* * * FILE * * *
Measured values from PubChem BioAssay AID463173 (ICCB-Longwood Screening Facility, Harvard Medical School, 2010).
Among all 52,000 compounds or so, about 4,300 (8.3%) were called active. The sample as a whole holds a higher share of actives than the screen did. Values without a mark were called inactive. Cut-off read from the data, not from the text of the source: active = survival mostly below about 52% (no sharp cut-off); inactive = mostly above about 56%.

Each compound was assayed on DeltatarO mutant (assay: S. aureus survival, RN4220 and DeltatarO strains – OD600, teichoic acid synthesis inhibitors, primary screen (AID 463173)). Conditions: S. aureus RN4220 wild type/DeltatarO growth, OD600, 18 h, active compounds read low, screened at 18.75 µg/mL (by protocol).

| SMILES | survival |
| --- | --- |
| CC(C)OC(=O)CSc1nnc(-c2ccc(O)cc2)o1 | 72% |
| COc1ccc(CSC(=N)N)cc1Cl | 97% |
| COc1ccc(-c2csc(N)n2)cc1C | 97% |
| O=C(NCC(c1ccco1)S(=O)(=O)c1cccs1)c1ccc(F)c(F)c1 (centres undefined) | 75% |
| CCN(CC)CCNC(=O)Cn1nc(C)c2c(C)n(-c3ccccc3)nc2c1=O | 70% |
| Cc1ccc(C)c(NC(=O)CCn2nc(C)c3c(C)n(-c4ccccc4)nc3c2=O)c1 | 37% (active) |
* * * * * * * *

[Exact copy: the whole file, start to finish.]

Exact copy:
Measured values from PubChem BioAssay AID463173 (ICCB-Longwood Screening Facility, Harvard Medical School, 2010).
Among all 52,000 compounds or so, about 4,300 (8.3%) were called active. The sample as a whole holds a higher share of actives than the screen did. Values without a mark were called inactive. Cut-off read from the data, not from the text of the source: active = survival mostly below about 52% (no sharp cut-off); inactive = mostly above about 56%.

Each compound was assayed on DeltatarO mutant (assay: S. aureus survival, RN4220 and DeltatarO strains – OD600, teichoic acid synthesis inhibitors, primary screen (AID 463173)). Conditions: S. aureus RN4220 wild type/DeltatarO growth, OD600, 18 h, active compounds read low, screened at 18.75 µg/mL (by protocol).

| SMILES | survival |
| --- | --- |
| CC(C)OC(=O)CSc1nnc(-c2ccc(O)cc2)o1 | 72% |
| COc1ccc(CSC(=N)N)cc1Cl | 97% |
| COc1ccc(-c2csc(N)n2)cc1C | 97% |
| O=C(NCC(c1ccco1)S(=O)(=O)c1cccs1)c1ccc(F)c(F)c1 (centres undefined) | 75% |
| CCN(CC)CCNC(=O)Cn1nc(C)c2c(C)n(-c3ccccc3)nc2c1=O | 70% |
| Cc1ccc(C)c(NC(=O)CCn2nc(C)c3c(C)n(-c4ccccc4)nc3c2=O)c1 | 37% (active) |